Since the fall of 1984, I have been a teacher—the first 18 years as a high school English teacher in a rural public school in South Carolina, and then as a teacher educator at a private liberal arts university only about an hour’s drive from that high school and my hometown.
SC adds important layers to viewing the professions of K-12 teacher and college professor because SC is a so-called “right-to-work” state (non-union) and the South clings to a tradition of respecting authority (notably as a mask for lingering sexism, racism, and harsh attitudes about children).
Throughout my three-plus decades as an educator, I have worked within and against the accountability movement that has now reached a fever pitch, aiming the political, media, and public accusatory fingers at both teachers and teacher educators. I believe my public record as a strong public education, student, and teacher advocate is solid so it is incredibly difficult to turn my accusatory finger toward those colleagues I genuinely admire, have sought to defend against the misguided and dishonest attacks from the eduction reform movement.
As I have detailed repeatedly, claims that education is itself a powerful mechanism for social change and individual success and that teachers are the most important aspect of that formula are factually untrue.
Historically and currently, educators at all levels have little influence over or voice in public policy, and the norms of teaching have always dictated that teachers and professors remain objective, and thus not political, in the classroom.
All of these factors have combined for the perfect storm, specifically in the South but nationally as well, for further de-professionalizing teaching as federal and state policy continues to increase accountability based on prescriptive standards and high-stakes testing despite the growing evidence that those policies do not work.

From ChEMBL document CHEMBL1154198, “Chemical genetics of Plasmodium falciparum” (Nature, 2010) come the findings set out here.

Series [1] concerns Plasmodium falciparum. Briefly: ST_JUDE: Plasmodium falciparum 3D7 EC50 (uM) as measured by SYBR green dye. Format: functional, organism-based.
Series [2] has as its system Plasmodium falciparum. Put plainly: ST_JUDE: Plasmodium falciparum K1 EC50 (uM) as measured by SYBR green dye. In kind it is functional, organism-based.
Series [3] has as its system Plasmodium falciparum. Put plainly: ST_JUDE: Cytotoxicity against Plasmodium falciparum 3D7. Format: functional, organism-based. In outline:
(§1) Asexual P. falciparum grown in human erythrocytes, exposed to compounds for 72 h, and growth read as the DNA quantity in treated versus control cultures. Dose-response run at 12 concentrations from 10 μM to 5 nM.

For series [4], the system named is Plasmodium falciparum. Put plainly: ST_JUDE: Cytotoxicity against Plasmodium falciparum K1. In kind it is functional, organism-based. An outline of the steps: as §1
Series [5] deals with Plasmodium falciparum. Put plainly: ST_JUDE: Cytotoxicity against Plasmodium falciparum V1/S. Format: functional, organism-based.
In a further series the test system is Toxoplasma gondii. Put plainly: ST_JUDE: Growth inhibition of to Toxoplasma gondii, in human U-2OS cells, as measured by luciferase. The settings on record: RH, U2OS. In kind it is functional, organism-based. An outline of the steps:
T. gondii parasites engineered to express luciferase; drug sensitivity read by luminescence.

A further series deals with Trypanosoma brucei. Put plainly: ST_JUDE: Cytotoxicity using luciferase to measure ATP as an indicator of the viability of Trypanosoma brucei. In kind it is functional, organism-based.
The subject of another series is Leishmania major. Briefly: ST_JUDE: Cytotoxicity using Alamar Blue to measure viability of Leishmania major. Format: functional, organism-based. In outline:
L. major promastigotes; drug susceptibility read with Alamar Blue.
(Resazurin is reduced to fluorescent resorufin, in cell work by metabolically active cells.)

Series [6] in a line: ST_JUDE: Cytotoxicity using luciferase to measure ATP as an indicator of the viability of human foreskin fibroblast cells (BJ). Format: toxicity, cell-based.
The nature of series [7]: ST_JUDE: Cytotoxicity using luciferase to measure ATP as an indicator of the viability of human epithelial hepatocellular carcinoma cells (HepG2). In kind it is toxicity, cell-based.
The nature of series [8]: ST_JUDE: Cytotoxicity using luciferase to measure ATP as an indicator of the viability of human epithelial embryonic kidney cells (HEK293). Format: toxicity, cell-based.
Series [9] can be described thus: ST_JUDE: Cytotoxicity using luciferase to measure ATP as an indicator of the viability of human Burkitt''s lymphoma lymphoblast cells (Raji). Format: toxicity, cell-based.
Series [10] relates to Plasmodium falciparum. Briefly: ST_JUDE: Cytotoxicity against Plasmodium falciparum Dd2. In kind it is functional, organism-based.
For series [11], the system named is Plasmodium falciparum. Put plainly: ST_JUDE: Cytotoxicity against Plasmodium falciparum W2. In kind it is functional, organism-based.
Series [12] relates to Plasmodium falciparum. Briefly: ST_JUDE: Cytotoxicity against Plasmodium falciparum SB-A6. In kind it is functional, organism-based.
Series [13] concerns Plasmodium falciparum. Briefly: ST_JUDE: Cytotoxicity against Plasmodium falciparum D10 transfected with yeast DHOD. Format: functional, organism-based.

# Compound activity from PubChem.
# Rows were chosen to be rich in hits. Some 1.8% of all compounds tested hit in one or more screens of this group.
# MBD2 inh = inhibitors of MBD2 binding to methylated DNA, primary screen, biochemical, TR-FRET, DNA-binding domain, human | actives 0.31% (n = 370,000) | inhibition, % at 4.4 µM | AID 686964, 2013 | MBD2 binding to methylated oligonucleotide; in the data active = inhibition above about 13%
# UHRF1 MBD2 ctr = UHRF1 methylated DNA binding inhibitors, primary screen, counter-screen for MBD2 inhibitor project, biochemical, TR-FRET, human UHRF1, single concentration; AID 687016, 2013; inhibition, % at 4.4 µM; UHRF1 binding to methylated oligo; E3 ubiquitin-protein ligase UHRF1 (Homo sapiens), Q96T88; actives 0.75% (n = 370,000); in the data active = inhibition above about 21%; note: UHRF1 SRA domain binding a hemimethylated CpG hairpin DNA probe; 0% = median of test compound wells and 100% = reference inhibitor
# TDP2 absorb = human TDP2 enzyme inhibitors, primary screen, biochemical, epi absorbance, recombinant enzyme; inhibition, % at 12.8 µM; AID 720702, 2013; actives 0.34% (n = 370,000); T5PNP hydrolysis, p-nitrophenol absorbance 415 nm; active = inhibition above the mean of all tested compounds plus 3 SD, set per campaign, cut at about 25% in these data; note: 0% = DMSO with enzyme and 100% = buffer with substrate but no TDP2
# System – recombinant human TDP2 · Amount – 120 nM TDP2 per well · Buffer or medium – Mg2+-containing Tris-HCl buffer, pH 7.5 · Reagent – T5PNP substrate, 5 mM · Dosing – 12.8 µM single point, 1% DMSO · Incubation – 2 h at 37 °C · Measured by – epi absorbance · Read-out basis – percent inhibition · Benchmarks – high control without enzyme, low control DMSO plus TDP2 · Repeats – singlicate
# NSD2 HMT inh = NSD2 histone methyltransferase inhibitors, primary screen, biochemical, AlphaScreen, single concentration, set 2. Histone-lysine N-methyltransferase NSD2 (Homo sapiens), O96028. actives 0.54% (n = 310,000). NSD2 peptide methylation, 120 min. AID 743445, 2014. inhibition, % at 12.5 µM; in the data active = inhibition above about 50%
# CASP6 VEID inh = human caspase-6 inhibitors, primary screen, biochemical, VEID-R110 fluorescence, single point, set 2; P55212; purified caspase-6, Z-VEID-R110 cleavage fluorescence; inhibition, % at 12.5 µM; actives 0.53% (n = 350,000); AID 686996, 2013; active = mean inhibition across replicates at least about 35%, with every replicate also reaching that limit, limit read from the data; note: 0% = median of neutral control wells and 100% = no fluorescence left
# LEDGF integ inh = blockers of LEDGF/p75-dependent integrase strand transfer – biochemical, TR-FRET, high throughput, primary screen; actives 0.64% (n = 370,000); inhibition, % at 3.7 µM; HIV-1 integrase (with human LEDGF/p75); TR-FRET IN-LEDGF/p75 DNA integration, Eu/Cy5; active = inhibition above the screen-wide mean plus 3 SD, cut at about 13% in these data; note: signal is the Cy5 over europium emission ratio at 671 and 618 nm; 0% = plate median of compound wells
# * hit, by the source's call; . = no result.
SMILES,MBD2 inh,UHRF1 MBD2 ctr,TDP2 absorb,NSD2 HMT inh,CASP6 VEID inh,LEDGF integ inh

Teacher education stands at the intersection of that disturbing trend.
“We have met the enemy and he is us.”
While I continue to seek ways to support K-12 teachers in raising and asserting their professional voices, I am deeply aware that public school teachers (especially in non-union states) must consider the job insecurity related to any political efforts.
Yes, I want K-12 public school teachers to embrace their empowerment, but I appreciate that call from a tenured university professor rings hollow.
That is not the case, however, among my university-based teacher educators, many of whom are themselves tenured and all of whom are directly culpable for the policies being imposed on both public education and teacher education.
Yet, in the same tradition of public school teachers, teacher educators remain mostly inert, passive, and compliant. In fact, as I have noted, many in teacher education rush to out-do the exact reformers poised to destroy public education and teacher education.
Education reform at all levels and in all contexts is designed so that everyone is constantly starting over, never able to finish because the bureaucracy needs that paralysis of infinite compliance:
Having now been in higher education for well over a decade, I have watched how other departments and disciplines function. Most disciplines are not only self-determining, but also self-policing.
Biologists are not scrambling to comply with political demands, and they certainly are not abdicating their field to political, media, or public expectations. Consider that biology remains firm on evolutionary biology and climate change despite the tremendous political, media, and public misunderstanding and misinformation about as well as resistant to significant bodies of research and credible evidence.
Teacher education, on the other hand, simultaneously notes that value-added methods (VAM) for evaluating teachers and teacher education are not supported by the research base while also rushing to implement policies that require VAM in teacher evaluation as well as certification and accreditation.
Such professional schizophrenia for K-12 teachers is unhealthy and dehumanizing, but often understandable in the larger context of job security.
In higher education, that professional schizophrenia is inexcusable.
To my fellow teacher educators, then, I must stress that we are the possible line in the sand about failed accountability, about the complete failure to implement evidence-based policy and practice.
When we lament the lack of respect for education by the other disciplines, when we lament that teaching is not a prestigious profession in the U.S., when we read yet another media trashing of teachers and teacher certification and degrees, when we listen to politicians and self-proclaimed reformers with no background in education make repeated claims that are untrue, how do we simply complain and then turn right around and comply?
Or possibly more important: Why do we simply complain and then turn right around and comply?
As long as we continue such schizophrenia, we are contributing to education as the punch line in a not-so-funny cartoon:
For Further Reading